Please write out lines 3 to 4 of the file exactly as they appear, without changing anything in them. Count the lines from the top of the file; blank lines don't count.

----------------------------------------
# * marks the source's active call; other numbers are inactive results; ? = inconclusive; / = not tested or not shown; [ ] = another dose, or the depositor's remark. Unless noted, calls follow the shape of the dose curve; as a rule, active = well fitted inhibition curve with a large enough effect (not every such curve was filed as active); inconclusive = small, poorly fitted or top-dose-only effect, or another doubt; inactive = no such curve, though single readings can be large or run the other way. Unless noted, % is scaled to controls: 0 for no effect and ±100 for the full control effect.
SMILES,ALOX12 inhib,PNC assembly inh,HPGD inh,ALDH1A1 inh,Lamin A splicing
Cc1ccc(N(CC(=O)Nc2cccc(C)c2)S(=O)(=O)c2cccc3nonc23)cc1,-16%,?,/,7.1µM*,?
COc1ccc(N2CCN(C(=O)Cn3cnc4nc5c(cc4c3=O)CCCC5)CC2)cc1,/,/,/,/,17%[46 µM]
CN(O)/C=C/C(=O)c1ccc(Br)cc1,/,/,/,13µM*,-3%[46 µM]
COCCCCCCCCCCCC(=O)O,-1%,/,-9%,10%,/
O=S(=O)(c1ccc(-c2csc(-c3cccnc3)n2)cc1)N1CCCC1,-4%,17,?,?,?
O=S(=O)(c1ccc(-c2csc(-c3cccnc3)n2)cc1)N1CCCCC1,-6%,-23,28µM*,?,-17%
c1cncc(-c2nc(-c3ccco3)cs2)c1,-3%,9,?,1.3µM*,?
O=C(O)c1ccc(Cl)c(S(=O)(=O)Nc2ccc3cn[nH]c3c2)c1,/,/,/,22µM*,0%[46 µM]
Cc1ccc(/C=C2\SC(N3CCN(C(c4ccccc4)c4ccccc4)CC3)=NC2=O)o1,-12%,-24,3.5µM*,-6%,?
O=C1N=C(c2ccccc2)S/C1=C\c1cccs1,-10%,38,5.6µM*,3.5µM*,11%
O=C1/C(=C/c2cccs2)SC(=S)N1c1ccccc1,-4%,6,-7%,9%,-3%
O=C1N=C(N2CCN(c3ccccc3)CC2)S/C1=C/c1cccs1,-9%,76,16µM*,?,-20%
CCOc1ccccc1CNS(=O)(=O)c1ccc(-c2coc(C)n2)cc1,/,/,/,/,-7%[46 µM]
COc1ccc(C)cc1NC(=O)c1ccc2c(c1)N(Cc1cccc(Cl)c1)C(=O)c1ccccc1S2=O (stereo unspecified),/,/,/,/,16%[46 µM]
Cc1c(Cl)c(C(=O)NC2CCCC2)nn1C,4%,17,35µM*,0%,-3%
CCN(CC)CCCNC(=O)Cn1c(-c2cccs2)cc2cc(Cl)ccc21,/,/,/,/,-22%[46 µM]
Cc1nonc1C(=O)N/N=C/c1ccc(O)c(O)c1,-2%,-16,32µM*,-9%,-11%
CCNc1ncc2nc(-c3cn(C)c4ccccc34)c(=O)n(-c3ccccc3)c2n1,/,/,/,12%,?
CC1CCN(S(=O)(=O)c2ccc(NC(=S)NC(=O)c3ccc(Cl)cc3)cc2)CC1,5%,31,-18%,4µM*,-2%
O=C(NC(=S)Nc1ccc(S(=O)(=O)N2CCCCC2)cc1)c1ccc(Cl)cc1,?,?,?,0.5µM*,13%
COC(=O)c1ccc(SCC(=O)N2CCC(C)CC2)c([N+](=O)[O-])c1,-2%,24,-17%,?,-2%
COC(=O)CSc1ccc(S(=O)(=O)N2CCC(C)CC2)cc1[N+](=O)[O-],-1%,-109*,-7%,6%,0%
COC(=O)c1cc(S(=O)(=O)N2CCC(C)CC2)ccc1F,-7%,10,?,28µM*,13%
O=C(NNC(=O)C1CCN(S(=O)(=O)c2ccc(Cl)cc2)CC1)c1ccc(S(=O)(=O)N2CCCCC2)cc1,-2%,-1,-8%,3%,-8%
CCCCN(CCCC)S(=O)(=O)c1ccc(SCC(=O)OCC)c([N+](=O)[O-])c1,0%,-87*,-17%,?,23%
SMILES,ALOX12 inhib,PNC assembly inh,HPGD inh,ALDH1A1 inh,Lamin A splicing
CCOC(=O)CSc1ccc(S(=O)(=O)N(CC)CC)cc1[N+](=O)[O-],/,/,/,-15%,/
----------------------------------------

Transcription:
Cc1ccc(N(CC(=O)Nc2cccc(C)c2)S(=O)(=O)c2cccc3nonc23)cc1,-16%,?,/,7.1µM*,?
COc1ccc(N2CCN(C(=O)Cn3cnc4nc5c(cc4c3=O)CCCC5)CC2)cc1,/,/,/,/,17%[46 µM]